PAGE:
Write What You Love by Guest Blogger Nancy Wood

Write what you love
Nancy Wood, author of Due Date
One of my favorite things to do is get outside and explore. Go for a bike ride, take a walk, go out on a hike. I love to see what’s going on in the neighborhood: who’s remodeling or been doing someone landscaping. What flowers are blooming. But what I really like to do is just get out, and get away from everything. When I go camping now, I avoid campgrounds. My husband and I have a few favorite spots not far from home, out in a national forest. We’ll just throw our tarp on the ground, no tent, and sleep under the stars.
For me, there’s something very freeing about just being outside. No computer. No phone. No lights (though I do have a flashlight so I can read!). Just last week, we were camped in a glorious field of purple lupine, pink clover, and enormous majestic black oaks. The only sounds were woodpeckers hammering, cows lowing, a few flies buzzing around, crows squawking. Bats come out with the dusk, darting like shadows as they searched for bugs. Owls called; coyotes yammered and howled.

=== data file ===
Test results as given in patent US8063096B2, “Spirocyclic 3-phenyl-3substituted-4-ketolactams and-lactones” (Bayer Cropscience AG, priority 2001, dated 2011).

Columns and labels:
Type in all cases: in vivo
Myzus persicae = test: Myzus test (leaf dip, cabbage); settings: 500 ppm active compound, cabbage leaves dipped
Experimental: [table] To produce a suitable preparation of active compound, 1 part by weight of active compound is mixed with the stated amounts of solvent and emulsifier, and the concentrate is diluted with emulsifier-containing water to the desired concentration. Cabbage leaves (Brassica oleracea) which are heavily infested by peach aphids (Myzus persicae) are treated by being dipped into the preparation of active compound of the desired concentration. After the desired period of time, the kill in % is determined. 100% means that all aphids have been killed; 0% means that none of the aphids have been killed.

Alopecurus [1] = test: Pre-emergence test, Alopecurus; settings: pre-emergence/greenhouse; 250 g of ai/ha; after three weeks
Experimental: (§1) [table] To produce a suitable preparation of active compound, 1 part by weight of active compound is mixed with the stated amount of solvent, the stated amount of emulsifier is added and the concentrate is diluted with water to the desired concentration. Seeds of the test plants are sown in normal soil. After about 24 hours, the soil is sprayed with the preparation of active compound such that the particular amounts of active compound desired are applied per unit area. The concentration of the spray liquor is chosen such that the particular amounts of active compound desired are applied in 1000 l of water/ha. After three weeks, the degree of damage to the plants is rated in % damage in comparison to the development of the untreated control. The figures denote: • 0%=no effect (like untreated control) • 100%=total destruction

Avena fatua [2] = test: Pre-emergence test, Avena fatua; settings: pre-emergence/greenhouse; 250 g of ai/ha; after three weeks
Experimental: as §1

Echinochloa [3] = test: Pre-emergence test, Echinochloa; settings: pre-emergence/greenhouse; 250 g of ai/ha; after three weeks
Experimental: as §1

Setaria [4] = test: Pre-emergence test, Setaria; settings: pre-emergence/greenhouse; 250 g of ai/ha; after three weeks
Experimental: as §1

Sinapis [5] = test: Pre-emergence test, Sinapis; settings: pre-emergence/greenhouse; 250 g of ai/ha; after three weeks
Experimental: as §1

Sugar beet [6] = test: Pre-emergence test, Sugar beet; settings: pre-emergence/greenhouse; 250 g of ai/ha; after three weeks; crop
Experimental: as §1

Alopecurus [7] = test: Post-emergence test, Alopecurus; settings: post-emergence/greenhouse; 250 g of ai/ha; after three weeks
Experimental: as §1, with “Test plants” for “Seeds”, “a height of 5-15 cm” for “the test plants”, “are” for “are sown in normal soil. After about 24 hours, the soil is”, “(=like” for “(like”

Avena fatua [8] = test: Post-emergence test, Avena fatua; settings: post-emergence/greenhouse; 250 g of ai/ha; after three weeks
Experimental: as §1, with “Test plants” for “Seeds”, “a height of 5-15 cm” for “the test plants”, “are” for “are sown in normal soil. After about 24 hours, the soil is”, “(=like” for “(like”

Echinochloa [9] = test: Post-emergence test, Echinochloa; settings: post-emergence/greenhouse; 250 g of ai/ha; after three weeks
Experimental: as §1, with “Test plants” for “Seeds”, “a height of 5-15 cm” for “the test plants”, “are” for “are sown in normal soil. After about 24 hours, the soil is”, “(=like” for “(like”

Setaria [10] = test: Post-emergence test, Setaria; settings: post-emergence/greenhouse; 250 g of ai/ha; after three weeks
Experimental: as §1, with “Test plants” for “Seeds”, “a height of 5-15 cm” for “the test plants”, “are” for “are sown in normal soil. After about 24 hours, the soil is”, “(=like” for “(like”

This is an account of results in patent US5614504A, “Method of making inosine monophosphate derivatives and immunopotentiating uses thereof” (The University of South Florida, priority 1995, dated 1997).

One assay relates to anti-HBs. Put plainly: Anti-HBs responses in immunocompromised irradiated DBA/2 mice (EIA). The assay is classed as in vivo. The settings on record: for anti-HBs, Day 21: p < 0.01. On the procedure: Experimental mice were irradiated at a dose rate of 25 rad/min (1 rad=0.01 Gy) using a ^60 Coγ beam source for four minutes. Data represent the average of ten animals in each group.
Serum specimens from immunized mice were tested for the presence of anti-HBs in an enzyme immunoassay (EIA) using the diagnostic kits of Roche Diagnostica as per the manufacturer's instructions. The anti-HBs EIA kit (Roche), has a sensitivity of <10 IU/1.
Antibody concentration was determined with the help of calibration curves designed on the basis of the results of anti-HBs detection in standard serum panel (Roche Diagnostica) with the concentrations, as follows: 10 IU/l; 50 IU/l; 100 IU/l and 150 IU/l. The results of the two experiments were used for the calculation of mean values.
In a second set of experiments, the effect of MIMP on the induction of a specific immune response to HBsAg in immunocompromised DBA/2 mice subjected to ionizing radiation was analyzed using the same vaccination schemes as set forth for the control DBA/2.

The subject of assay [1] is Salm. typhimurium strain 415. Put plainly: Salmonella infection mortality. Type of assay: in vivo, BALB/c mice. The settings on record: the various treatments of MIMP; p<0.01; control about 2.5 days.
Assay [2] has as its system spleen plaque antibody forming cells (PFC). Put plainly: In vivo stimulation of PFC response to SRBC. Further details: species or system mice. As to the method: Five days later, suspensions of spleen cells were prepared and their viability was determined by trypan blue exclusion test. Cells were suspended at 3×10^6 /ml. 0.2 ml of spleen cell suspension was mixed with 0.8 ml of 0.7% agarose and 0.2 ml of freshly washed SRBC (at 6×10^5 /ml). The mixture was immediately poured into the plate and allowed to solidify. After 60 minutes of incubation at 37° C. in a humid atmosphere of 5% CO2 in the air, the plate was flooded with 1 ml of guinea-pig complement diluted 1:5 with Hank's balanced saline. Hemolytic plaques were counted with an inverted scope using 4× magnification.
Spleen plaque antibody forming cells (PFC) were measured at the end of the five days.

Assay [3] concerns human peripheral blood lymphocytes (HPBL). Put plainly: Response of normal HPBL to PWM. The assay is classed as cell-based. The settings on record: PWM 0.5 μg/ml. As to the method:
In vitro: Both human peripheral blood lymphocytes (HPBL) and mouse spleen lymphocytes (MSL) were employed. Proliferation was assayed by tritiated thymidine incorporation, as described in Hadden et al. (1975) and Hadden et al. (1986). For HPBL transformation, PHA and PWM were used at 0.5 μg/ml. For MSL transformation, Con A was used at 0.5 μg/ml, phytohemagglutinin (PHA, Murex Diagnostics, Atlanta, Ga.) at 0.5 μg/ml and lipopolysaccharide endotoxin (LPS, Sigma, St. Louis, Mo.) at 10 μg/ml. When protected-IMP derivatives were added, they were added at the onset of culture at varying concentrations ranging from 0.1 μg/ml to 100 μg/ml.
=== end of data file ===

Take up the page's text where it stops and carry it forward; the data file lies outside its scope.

So, Nancy, you ask, what’s this got to do with writing?! Well, I try to translate my love of the outdoors to my writing, engaging all the senses: what is the outer shape of that tree I’m looking at and how does it fit into the landscape. Does it remind me of anything? What does the bark feel like? The leaves? What does it smell like? How does the wind sound as it moves through the tree? If I were brave enough to chew on a leaf, what would it taste like?
I am fortunate to live in Santa Cruz, California, a place of uncommon beauty. It’s bordered on three sides by a ring of state parks, local parks, and the natural reserve that’s part of the University of California at Santa Cruz campus. The sweep of the Monterey Bay limits the city to the south. I placed Due Date in Santa Cruz county for a few reasons: I know it well and it’s easy to write. But it also gave me plenty of opportunity get outside and do my own exploring to revisit familiar, beloved landscapes, and also discover new ones. For example, when my character, Shelby, moves to the Santa Cruz mountains, she spends a lot of time outdoors, exploring, walking, discovering. I was able to find a location that matched what I was imagining, visit it, take notes, and then use it as a location in my book.
Now that I’m working on the second book in the series, I’m moving the location slightly to the southern reaches of Santa Cruz county. There’s more agriculture, and the beaches along the bottom curve of the bay are more remote and wild. I’m looking forward to getting outside, exploring, and discovering new landscapes to use as great settings.

Comments

  1. Thanks for hosting me Rebecca! Love your story about "The Highwayman." I also remember reading that in 8th grade English and loved it as well.
    Cheers,
    Nancy

    ReplyDelete
    Replies
    1. Thanks so much for the kind words. I loved that poem. I also have long term plans for companion books on The Lady of Shalott and The Raven :)

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